It made me feel odd, let me tell you.

Especially since most of the audience was in costume too Tongue

That said, I've never felt unwelcome by those who dress up themselves.  They're always super nice -- it's my own perceptions that make me feel out of place.
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« Reply #21 on: September 08, 2013, 08:02:41 am »

Definitively, No!
Definitively no what?  You don't think there is this perception, or you don't think it would put people off becoming involved?

I have adopted no persona, nor have I felt the need to do so. I am merely myself and happy that way.
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« Reply #22 on: September 08, 2013, 08:39:42 am »

Well, thats what you get for watching Youtube.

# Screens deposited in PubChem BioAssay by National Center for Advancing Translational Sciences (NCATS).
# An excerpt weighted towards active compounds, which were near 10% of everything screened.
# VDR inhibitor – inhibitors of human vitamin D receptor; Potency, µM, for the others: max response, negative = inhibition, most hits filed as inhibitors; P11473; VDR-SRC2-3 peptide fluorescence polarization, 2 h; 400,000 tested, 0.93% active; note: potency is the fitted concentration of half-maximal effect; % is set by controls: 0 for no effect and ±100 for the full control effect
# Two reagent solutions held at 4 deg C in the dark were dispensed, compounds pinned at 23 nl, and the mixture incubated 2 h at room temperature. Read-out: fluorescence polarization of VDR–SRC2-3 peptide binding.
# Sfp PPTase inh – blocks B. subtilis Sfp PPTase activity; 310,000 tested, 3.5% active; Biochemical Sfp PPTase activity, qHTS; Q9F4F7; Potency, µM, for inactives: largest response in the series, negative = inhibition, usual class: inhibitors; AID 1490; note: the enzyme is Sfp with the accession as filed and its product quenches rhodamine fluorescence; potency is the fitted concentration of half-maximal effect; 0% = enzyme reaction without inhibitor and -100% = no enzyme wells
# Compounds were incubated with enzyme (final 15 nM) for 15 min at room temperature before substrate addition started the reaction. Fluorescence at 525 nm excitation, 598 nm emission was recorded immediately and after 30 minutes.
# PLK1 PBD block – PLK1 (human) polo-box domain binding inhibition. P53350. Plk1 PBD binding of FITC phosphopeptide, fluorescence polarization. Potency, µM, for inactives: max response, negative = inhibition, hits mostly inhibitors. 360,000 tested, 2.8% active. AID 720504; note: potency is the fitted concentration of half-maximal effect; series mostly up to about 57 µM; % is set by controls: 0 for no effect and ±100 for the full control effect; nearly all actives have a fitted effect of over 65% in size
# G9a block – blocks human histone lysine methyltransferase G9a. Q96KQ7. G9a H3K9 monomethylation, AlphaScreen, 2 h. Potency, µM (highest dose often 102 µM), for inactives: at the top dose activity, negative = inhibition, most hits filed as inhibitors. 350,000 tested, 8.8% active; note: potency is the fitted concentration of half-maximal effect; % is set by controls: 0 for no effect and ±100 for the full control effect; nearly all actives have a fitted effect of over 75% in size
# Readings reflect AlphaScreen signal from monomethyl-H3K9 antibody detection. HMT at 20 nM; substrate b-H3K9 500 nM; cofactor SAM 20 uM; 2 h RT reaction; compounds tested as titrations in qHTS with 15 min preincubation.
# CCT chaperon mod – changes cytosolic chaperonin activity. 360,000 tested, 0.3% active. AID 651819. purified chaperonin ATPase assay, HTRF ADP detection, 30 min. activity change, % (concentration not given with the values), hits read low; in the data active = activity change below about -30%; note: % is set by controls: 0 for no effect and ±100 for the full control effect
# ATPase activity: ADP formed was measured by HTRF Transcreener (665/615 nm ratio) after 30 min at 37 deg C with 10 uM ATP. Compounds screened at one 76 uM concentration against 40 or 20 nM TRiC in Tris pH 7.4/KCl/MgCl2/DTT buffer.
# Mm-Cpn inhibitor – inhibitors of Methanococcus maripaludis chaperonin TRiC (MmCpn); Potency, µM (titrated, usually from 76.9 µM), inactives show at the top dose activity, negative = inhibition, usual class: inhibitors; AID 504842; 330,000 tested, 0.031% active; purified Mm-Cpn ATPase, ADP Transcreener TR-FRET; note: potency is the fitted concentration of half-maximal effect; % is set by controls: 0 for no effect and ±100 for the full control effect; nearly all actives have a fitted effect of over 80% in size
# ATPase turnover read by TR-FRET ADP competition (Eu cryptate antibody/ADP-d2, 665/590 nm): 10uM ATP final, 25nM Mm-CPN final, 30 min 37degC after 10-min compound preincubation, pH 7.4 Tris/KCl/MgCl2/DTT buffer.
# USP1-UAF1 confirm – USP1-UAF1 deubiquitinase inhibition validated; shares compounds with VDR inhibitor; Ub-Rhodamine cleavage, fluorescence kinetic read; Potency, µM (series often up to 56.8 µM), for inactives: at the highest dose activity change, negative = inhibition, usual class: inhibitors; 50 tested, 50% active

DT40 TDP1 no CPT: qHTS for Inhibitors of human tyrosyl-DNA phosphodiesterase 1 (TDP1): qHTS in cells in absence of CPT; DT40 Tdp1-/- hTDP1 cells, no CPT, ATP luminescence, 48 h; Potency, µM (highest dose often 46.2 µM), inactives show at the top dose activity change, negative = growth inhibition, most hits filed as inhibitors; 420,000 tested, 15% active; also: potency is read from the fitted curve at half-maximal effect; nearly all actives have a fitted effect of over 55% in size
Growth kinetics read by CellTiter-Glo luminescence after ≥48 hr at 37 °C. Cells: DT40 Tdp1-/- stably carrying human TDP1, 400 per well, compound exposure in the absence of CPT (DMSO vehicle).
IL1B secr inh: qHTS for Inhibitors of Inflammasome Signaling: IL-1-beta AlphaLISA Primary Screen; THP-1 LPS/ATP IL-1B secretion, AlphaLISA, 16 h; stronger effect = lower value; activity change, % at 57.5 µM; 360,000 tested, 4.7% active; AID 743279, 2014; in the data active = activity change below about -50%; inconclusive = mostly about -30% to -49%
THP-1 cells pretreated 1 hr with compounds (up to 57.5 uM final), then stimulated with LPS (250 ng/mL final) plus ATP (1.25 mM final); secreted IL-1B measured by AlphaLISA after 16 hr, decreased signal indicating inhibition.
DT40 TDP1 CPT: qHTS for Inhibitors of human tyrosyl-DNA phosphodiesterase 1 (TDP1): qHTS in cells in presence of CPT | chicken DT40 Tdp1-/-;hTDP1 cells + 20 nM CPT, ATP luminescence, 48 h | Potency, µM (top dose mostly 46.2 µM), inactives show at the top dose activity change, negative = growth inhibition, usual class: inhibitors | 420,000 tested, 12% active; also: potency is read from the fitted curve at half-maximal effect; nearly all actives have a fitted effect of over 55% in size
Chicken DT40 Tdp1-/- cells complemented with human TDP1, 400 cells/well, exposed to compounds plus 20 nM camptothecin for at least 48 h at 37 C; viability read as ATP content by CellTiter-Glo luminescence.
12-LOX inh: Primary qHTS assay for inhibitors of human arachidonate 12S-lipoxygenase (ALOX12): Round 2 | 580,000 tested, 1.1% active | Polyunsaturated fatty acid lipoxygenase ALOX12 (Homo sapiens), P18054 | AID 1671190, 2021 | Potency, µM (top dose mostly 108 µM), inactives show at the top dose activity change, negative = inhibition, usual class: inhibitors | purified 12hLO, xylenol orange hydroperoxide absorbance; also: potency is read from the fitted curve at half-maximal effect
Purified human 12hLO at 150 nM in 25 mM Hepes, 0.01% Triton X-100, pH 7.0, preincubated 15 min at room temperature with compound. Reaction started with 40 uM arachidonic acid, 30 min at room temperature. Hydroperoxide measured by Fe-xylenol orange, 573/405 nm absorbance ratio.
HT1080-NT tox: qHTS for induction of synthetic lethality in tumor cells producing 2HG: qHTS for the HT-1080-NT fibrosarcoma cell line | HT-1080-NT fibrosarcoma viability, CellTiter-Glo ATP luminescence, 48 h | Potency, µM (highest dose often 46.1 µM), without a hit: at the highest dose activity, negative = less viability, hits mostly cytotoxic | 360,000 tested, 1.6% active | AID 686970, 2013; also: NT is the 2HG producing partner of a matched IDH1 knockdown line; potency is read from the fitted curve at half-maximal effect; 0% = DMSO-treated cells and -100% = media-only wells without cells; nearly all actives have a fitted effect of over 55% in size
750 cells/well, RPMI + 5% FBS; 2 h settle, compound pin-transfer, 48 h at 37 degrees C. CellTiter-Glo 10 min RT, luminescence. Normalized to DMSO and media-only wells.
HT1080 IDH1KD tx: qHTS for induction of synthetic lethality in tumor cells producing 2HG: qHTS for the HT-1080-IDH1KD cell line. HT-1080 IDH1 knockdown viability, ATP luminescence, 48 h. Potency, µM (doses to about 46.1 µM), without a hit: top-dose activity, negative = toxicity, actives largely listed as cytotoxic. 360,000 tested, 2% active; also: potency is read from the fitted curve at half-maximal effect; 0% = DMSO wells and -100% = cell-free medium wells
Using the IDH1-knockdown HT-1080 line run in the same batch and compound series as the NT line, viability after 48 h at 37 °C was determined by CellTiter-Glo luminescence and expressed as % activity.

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Spend much time in the UK do you Mr Tower? I do and personally haven't met a single Steampunk with a persona yet. I'm not denying they're out there of course (particularly as we have one in this thread), or that we have a cosplay/convention type scene here. Indeed we do, in fact it seems to be growing exponentially. Each to their own of course but I still can't say it's interesting me much. And I would also venture that this particular perception about mandatory persona in Steampunk is overwhelmingly being perpetuated by folks in the US.